Here’s a sobering thought…
By the time Year 12 student, Noah Davies, has achieved his goal of becoming a zookeeper or animal conservationist, many more species will be extinct.
“Creatures are being impacted by us more and more and many need our help to survive,” Noah says. “Most of our developments destroy habitat and some people see other animals as ‘lesser’ beings or expendable. I want to know I’ve done my best to help them.”
Even Noah’s name suggests a carer of animals.
For his fifteenth birthday, his parents gave him the “amazing” experience of being a ‘Zookeeper for a Day’ at Werribee Zoo.
Not only was it a chance to get up close to the animals, the zoo staff also gave him some great tips about the pathway into becoming an animal carer.
“You start as a volunteer,” Noah says. “The senior people see how you are around the animals and how the animals respond to you.”
Noah will need some other income stream as he builds his experience and reputation, but he’s already developed a small business around dog and cat-sitting called ‘4 Paws and Claws’.
This year he’s studying Biology, Environmental Science, English, Further Maths and, his favourite, VET Animal Studies.
A collaboration between BSSC and CMC, VET Animal Studies sees Noah out on the CMC Coolock Campus one day a week learning essentials of animal care.
“I just love it!” he says. “It’s hands-on and gives me an overall base for things such as animal health and first aid as well as occupational health and safety around animals.”
In many ways, Noah has been preparing for his future role since he was very small.
Visits to farms and zoos, Steve Irwin DVDs and the movie, Jurassic Park all influenced him.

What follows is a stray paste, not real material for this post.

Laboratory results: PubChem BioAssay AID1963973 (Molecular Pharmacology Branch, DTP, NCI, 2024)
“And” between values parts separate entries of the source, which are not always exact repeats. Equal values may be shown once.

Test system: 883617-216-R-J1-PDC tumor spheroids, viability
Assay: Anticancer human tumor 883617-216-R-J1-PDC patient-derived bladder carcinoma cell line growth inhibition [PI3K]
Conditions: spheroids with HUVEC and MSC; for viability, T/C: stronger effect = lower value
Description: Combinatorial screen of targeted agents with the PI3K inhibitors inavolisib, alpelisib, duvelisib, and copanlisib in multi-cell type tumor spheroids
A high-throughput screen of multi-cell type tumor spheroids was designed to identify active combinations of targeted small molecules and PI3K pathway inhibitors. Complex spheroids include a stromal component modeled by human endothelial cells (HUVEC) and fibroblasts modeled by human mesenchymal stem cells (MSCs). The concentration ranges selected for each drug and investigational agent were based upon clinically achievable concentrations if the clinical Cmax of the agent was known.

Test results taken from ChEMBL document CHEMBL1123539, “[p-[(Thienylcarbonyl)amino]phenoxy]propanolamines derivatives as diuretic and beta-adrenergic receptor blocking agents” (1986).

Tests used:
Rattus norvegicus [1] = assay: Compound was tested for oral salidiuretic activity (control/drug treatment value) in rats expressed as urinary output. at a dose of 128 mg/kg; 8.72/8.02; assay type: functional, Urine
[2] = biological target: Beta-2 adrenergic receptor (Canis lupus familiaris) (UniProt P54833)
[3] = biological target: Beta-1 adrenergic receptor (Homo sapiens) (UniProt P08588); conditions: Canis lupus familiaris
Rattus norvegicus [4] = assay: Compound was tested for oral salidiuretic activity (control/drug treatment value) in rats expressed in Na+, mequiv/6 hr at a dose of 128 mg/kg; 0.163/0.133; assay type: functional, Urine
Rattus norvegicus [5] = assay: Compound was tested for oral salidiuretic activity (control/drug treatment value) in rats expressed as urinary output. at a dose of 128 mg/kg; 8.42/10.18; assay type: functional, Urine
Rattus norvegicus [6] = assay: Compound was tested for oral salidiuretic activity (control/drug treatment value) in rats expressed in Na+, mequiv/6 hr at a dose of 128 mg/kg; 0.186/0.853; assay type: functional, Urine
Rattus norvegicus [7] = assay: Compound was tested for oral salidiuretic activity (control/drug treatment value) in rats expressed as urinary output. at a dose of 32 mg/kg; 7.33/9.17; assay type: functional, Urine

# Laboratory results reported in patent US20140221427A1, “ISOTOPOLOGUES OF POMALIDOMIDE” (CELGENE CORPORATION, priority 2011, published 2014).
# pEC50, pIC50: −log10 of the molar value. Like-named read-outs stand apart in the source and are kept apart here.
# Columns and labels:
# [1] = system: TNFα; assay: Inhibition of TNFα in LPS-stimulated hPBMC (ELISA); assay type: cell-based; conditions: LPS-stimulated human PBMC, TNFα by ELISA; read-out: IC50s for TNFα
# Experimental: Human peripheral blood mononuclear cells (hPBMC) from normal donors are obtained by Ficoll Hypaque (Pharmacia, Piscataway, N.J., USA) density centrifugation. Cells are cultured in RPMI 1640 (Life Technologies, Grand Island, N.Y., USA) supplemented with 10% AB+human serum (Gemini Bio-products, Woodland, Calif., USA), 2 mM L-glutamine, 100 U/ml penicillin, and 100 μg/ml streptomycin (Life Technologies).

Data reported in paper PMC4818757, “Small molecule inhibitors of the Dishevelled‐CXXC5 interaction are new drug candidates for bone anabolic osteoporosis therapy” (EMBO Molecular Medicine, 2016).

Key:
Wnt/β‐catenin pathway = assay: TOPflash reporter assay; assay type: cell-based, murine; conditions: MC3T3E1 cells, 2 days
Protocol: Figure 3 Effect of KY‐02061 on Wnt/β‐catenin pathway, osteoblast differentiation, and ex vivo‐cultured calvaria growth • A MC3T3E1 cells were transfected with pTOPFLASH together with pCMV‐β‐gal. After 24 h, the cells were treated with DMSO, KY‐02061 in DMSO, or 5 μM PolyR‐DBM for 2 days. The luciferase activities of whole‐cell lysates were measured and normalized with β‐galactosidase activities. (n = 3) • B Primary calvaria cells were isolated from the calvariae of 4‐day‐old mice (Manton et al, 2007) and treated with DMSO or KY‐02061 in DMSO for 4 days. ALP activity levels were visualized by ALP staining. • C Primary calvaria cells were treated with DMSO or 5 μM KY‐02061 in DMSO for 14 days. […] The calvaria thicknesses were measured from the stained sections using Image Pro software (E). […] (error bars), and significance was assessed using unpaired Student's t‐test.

His family has always had at least one non-human animal—with around 20 at the moment.
Dogs, a variety of birds, a blue-tongue lizard, sheep, alpacas and two cats keep life interesting for the Davies family.
And then there’s Noah’s snake.
Obtaining a license to keep a snake includes annual reports to wildlife officers—and of course, convincing your parents in the first place.
Noah’s snake, ‘Nyoka’, which means ‘snake’ in Swahili, is a young olive python.
Considered to be calm, curious and, yes, even friendly, Nyoka will grow to be around four-metres long, weigh around 20 kg and live for between 15 and 20 years.
Olive pythons are non-venomous, however Nyoka can and will bite, as Noah discovered when he made the error of picking her up while she was still asleep!
“She seemed to realise at the last second it was me,” he says. “Her fangs barely pierced the skin.”
While Noah is happy in the company of virtually any creature, it’s no surprise his dream job would be to work in reptile conservation.
How Noah drags himself away to attend classes is anyone’s guess!
Though he was comfortable at his previous college, his parents (who are BSSC alumni) offered him the opportunity to complete his VCE at Bendigo Senior.
“I still struggle to call my teachers by their first names, but I love the freedom to be in charge of my learning,” Noah says. “I like expressing my individuality through what I wear.”
For Noah, that includes a large collection of movie merchandise caps and t-shirts.
Noah describes BSSC as a “fresh start” that opened his eyes to diversity—of people and ideas—and reconnected him with old friends from primary school.
“I’ve got a great group of friends here and have recommended the college to quite a few people,” he says. “The biggest challenge has been the step-up in workload. “You need to be really committed from the first day and keep on top of the work as much as possible.”
That’s also Noah’s study tip: “Get on top of tasks before they snowball out of control.”
“I’m a very visual learner,” he says. “I use mind maps, sketch concepts and almost always have music playing in the background.”
Noah’s music tastes are wide and varied. He also loves art and enjoys drawing—mostly in pencil. Unfortunately art has taken a back seat as Noah concentrates on his studies.
If he could go back in time and talk to his younger self, he would encourage young Noah not to be held back by fears that could stop him being his best self.
“I’d say, ‘don’t worry about things—be happy’.”
These days, Noah says he’s most grateful for the faith, family and friends he has in his life.
“I couldn’t ask for a better family,” he says. “At my 18th birthday party I was almost in tears as I looked around and realised my life was blessed and filled with so many wonderful people.”